Forum for Science, Industry and Business

Sponsored by:     3M 
Search our Site:

 

Risk factors affect parents’ attitudes about STD vaccinations

08.02.2005


The severity of possible infection and the effectiveness of a vaccine weighed heavily in the decision-making process for parents reporting their views on childhood vaccination for sexually transmitted diseases.



The analysis of 278 parental views on STD vaccination for children was reported in the Feb.7 issue of the Archives of Pediatrics and Adolescent Medicine by researchers from the Indiana University School of Medicine.

In an ongoing series of studies, lead author Gregory D. Zimet, Ph.D., professor of pediatrics and clinical psychology, and his colleagues are evaluating parental attitudes toward adolescent vaccination for STDs in anticipation of availability of vaccines that are currently in various stages of development.


"Health professionals have expressed concern that many parents will be resistant for a variety of reasons to vaccinating children or adolescents for sexually transmitted diseases," said Dr. Zimet. "Our research is proactive and we hope to provide physicians with an understanding of the issues parents may have about STD vaccines by the time they are on the market."

The participants, who were parents or guardians accompanying a child between the ages of 12 and 17 years to a pediatric clinic visit, completed a survey to test their reaction to nine hypothetical vaccine scenarios. Variables included the mode of transmission (sexually transmitted or not sexually transmitted); severity of infection (curable with antibiotics, chronic and incurable, or usually fatal); vaccine effectiveness (50 percent, 70 percent or 90 percent); and availability of behavioral methods for prevention (yes or no).

The scenarios mixed the variables to present a clear picture of preferences and concerns about STD vaccination. Parents expressed little difference in their willingness to accept a vaccine whether it was for an STD or an infection that is not sexually transmitted. However, parents showed a preference in the scenarios for vaccines:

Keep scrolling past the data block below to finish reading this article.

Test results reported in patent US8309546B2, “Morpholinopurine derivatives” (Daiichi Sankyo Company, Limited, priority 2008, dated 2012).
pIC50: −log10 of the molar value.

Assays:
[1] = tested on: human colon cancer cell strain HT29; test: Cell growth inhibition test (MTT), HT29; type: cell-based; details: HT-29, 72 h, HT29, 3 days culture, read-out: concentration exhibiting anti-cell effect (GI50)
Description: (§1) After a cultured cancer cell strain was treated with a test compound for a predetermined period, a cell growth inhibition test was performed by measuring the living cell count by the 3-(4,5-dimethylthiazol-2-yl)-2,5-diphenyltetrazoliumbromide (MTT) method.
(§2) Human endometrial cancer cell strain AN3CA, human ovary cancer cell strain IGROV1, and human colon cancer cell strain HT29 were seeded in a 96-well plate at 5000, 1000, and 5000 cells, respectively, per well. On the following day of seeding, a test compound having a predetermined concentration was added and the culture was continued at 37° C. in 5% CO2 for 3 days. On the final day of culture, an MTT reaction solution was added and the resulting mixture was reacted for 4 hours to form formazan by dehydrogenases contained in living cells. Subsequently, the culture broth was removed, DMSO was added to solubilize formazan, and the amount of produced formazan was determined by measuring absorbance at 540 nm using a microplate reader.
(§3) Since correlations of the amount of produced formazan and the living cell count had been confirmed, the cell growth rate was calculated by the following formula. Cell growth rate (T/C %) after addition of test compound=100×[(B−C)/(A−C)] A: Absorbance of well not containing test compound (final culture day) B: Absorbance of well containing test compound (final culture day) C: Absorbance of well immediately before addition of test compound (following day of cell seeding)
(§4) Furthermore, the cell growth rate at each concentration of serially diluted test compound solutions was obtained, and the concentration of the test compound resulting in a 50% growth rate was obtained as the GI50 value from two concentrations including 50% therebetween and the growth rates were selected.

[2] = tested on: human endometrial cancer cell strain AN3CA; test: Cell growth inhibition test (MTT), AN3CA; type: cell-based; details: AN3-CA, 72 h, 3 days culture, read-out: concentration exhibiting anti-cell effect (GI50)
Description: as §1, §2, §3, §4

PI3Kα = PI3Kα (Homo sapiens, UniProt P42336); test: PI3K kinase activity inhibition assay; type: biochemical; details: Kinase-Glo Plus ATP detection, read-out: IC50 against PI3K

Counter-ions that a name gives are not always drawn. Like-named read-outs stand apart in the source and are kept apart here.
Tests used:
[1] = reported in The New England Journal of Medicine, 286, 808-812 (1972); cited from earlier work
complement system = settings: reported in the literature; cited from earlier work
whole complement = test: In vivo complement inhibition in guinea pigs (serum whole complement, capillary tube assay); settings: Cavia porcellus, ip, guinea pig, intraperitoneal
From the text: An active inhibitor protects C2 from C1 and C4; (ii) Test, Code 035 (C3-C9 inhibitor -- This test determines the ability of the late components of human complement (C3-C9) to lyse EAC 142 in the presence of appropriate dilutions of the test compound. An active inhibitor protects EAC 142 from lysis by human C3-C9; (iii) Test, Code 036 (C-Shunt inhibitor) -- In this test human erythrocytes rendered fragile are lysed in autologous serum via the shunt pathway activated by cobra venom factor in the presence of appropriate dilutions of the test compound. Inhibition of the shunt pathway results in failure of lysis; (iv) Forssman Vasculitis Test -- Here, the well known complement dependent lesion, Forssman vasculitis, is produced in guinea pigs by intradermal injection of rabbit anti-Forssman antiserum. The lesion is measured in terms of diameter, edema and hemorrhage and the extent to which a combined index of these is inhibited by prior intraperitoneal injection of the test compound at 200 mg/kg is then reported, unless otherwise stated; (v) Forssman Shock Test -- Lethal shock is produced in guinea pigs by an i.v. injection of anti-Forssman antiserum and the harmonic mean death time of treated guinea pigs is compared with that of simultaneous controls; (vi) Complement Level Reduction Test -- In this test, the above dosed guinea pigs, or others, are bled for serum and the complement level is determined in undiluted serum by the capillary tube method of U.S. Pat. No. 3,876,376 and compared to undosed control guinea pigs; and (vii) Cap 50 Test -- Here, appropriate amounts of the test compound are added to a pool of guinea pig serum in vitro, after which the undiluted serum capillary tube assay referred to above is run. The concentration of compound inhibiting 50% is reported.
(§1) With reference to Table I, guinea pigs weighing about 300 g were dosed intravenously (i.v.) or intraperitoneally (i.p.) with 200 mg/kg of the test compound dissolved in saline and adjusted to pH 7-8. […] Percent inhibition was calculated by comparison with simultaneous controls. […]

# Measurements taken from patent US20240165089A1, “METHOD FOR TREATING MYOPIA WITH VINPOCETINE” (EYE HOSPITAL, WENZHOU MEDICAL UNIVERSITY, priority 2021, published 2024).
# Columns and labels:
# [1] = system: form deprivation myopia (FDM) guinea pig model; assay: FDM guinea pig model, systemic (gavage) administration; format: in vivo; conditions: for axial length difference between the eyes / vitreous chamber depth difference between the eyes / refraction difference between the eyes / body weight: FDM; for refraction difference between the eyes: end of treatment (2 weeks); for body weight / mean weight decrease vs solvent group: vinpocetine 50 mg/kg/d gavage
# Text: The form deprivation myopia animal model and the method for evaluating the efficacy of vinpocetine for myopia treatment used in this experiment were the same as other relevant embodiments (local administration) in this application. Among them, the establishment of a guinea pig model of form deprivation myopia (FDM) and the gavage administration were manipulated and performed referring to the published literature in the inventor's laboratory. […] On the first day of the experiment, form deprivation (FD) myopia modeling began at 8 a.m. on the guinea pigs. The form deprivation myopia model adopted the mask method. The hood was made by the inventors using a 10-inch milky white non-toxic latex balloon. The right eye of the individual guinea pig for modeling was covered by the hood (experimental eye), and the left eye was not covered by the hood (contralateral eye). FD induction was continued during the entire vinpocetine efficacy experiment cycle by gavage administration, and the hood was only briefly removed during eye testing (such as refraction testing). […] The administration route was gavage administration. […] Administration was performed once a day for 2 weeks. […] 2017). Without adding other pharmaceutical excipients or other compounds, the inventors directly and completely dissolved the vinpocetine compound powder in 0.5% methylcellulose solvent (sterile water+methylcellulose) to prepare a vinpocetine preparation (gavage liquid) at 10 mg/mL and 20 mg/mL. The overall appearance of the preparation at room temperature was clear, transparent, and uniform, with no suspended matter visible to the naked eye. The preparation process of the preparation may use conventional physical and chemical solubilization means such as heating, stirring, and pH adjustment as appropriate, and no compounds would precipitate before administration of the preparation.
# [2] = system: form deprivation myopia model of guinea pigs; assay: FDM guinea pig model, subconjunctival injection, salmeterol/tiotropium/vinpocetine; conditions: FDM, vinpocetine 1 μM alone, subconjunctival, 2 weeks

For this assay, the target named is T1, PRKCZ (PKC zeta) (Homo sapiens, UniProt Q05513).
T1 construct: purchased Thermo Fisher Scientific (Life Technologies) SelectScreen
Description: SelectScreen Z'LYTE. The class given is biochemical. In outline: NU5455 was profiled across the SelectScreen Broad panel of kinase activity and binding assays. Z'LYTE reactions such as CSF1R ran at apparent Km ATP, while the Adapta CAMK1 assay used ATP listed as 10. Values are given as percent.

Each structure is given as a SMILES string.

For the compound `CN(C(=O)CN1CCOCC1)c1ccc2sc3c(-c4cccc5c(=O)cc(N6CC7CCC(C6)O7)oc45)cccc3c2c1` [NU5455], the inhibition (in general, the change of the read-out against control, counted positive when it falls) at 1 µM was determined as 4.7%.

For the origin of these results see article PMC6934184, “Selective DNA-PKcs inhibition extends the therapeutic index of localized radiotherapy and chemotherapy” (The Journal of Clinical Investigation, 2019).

• that prevented a potentially fatal infection
  • were 90 percent effective
  • provided protection for an infection that could not be avoided through behavioral modification.

"The most surprising result was that parents did not distinguish between STD and non-STD vaccines, but were equally favorable in their assessments regardless of the sexually transmissibility of the infection," said Dr. Zimet.

The results are relatively consistent with preliminary research indicating that most parents are focused on protecting their children’s health and not as concerned with the source of infection, he said.

Only 6 percent of the parents expressed an aversion toward STD vaccines in general. Dr. Zimet said future studies will focus more specifically on this group of parents to better understand the source of their reluctance.

Mary Hardin | EurekAlert!
Further information:
http://www.iupui.edu

More articles from Health and Medicine:

nachricht Hot cars can hit deadly temperatures in as little as one hour
24.05.2018 | Arizona State University

nachricht 3D images of cancer cells in the body: Medical physicists from Halle present new method
16.05.2018 | Martin-Luther-Universität Halle-Wittenberg

All articles from Health and Medicine >>>

The most recent press releases about innovation >>>

Die letzten 5 Focus-News des innovations-reports im Überblick: